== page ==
They began to argue about the elephant and every one of them insisted that he was right. It looked like they were getting agitated. A wise man was passing by, and he saw this. He stopped and asked them, “What is the matter?” They said, “We cannot agree to what the elephant is like.” Each one of them told what he thought the elephant was like. The wise man calmly explained to them, “All of you are right. The reason every one of you is telling it differently because each one of you touched a different part of the elephant. So, the elephant has all the features of what you all said.” 

Because of the multi-dimensional and interdisciplinary nature of law several theories and schools of law have been propounded to wit: the Naturalist School, the Socialist Theory, the Positivist Theory, the Realists Theory, the Utilitarian Theory and so on, but we are not going to wear ourselves out with the various theories. For the sake of this write-up, we shall adopt the definition proposed in the Black’s Law Dictionary above, that is:

“As that which is laid down, ordained, or established. A rule or method according to which phenomenon or actions co-exist or follow each other. Law, in its generic sense, is a body of rules of action or conduct prescribed by controlling authority and having binding legal force. That which must be obeyed and followed by citizens subject to sanctions or legal consequences. Law is a solemn expression of the will of the supreme power of the State”.

“WAITING FOR GODOT” is a term coined from the story – Waiting for Godot – to describe a situation where people are waiting for something to happen, but it probably never will. Simply put, it is to engage in wishful thinking or to build castles in the air. The phrase is coined from the play by Samuel Becket. The play is basically two clowns waiting for someone who never shows up. It’s a metaphor for humanity waiting for some revelation of God’s presence amid horror, destruction and chaos.

They never get it. At the end a messenger boy comes to say Mr. Godot is very sorry but he’s unable to come today, but perhaps tomorrow. That’s life. Waiting for Godot is a tragicomedy in two acts by Irish writer Samuel Beckett, published in 1952 in French as En attendant Godot and first produced in 1953. Waiting for Godot was a true innovation in drama and the Theatre of the Absurd’s first theatrical success.

NATIONAL ETHICS

National ethics simply means a set of conduct and behaviours expected of every citizen, the breach of which attracts punishment. National ethics is defined as a system of morals, rules, and behaviour which every community in a country is bound to abide by and a breach of such rules usually attracts punishment.

National ethics is stated in the Constitution of a nation to guide the behaviour and conduct of citizens in their places of work. It serves to establishment of law and order and attainment of meaningful development in a country. The present Constitution of Nigeria states the national ethics to comprise the following: Discipline, Integrity, Dignity of Labour, Social Justice, Religious Tolerance, Self-Reliance, and Patriotism.

Discipline, Integrity, Dignity of Labour, Social Justice, Religious Tolerance, Self-Reliance, and Patriotism.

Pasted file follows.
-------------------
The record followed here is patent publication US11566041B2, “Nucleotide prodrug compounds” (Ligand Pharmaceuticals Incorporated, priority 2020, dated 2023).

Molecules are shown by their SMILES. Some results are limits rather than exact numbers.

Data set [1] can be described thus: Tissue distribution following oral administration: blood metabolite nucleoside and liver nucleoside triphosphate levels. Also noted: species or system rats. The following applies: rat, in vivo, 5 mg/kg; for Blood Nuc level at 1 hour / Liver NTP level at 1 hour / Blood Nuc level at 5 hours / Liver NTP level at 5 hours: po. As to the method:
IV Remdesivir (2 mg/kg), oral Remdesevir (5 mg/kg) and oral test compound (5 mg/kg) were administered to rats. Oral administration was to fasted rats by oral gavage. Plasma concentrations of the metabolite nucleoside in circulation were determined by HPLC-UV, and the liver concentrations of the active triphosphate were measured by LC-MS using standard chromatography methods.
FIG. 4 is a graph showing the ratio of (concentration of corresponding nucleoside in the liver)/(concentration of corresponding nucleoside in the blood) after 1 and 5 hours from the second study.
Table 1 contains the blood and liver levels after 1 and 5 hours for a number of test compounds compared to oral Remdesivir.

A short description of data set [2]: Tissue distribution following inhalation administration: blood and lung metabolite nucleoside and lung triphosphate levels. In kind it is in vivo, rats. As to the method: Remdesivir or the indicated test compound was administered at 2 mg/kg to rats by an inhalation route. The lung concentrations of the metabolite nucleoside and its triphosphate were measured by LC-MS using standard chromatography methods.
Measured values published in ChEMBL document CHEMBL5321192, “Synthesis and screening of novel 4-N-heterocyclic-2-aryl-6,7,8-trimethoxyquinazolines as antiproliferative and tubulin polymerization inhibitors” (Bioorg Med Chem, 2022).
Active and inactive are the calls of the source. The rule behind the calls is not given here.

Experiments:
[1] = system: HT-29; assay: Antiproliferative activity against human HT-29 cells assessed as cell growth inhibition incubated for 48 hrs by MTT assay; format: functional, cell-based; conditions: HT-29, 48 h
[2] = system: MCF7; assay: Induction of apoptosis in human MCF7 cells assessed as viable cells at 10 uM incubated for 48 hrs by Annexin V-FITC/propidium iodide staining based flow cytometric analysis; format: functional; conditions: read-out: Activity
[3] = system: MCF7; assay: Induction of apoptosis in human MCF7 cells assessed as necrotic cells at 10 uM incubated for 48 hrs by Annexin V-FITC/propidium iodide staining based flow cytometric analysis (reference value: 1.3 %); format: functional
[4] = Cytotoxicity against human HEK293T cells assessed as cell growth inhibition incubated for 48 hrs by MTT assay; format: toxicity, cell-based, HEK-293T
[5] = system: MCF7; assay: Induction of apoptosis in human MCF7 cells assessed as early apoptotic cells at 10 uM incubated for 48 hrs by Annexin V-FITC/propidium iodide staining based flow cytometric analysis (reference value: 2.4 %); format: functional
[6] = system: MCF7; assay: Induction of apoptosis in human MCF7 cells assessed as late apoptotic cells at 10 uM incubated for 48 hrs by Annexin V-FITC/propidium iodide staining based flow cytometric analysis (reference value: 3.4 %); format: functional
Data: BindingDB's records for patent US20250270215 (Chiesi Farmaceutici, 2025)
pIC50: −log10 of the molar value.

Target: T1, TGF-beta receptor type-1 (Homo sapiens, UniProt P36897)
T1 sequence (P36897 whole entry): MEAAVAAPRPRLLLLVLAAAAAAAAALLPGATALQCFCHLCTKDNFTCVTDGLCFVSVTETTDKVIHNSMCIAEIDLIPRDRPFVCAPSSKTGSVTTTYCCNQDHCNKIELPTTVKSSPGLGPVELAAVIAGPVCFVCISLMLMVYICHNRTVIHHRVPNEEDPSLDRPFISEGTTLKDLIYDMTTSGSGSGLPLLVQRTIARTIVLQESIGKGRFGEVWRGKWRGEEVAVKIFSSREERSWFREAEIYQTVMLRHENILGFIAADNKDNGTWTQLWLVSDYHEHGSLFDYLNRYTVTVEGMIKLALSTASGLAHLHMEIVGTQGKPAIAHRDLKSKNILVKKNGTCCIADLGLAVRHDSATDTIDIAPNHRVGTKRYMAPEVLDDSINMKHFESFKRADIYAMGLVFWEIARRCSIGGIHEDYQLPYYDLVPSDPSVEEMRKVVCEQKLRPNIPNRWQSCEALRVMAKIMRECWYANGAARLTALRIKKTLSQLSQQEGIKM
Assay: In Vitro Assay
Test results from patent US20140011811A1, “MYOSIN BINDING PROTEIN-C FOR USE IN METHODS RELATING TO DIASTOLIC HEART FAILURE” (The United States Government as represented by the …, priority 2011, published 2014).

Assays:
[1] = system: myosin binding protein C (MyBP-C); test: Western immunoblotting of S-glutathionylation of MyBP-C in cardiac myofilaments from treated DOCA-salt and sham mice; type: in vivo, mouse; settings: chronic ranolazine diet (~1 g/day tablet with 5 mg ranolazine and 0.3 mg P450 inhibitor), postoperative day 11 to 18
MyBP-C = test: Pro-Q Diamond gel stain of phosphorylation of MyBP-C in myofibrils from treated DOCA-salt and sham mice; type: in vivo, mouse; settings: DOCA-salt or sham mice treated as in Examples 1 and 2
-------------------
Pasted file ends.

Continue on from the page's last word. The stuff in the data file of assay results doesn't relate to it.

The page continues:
By discipline the Constitution meant Nigerians should try not to be corrupt, disobedient to laws or embezzle government’s funds when they found themselves in a position of leadership. Citizens are expected to be disciplined, always observing self-control and associating themselves only with people of good character. The importance of discipline which cannot be overemphasized include but not limited to the following: Discipline builds good habits; Discipline helps one stop procrastinating; Discipline helps one manage one’s time better; Discipline helps one achieve your goals; Discipline boosts one self-esteem; Discipline helps one master things; Discipline makes one more reliable; Discipline improves one’s ability to manage challenging emotions. When you have discipline in your life you can make small sacrifices in the present for a better life in the future. Discipline creates habits, habits make routines, and routines become who you are daily.

Like a muscle, discipline can be trained. The more you work on your discipline the stronger it becomes. You see this in sports all the time, the more disciplined team ends up beating the undisciplined team with greater talent. Disciplined teams can see the big picture and use restraint during adversity. Teams who aren’t as disciplined lose their cool and end up costing themselves a shot.

By integrity the Constitution states that Nigerians should try to be firm and honest in all their activities. They should not allow others to drag them into illegal and dishonest activities.

Integrity is a characteristic that many of us value in ourselves, and it’s one we look for consistently in our leaders.  But what does it really mean to have integrity? It is the quality of being honest and strong about what you believe to be right.

One could say that integrity is always doing the right thing, even when no one is looking, and even when the choice isn’t easy. Or, one might see integrity as staying true to oneself and one’s word, even when one is faced with serious consequences for the choices that you’re making.

When we have integrity, we gain the trust of our leaders, our colleagues and our team. We’re dependable, and, when we hold ourselves accountable for our actions, we become role models  for others to follow.

All of this, in turn, directly impacts our success in life.

Dignity of labour entails that Nigerians should be proud of the work they do irrespective of its nature provided it is legal. It also means labour should be rewarded accordingly. That is, we should have respect for those who work for us. The dignity of labour is the philosophy that all types of jobs are respected equally, and no occupation is considered superior and none of the jobs should be discriminated on any basis. Regardless of whether one’s occupation involves physical work or mental labour, it is held that the job deserves respect. Simply put, any form of work, manual or intellectual, is called labour and respecting any kind of job (manual or intellectual) is called “dignity of labour”. Dignity of labour, in a nutshell, is the experience of self-worth and achievement that a person derives from his or her work. It is experienced when a person is treated as an equal in the workplace and when they feel useful to their company and to society in general.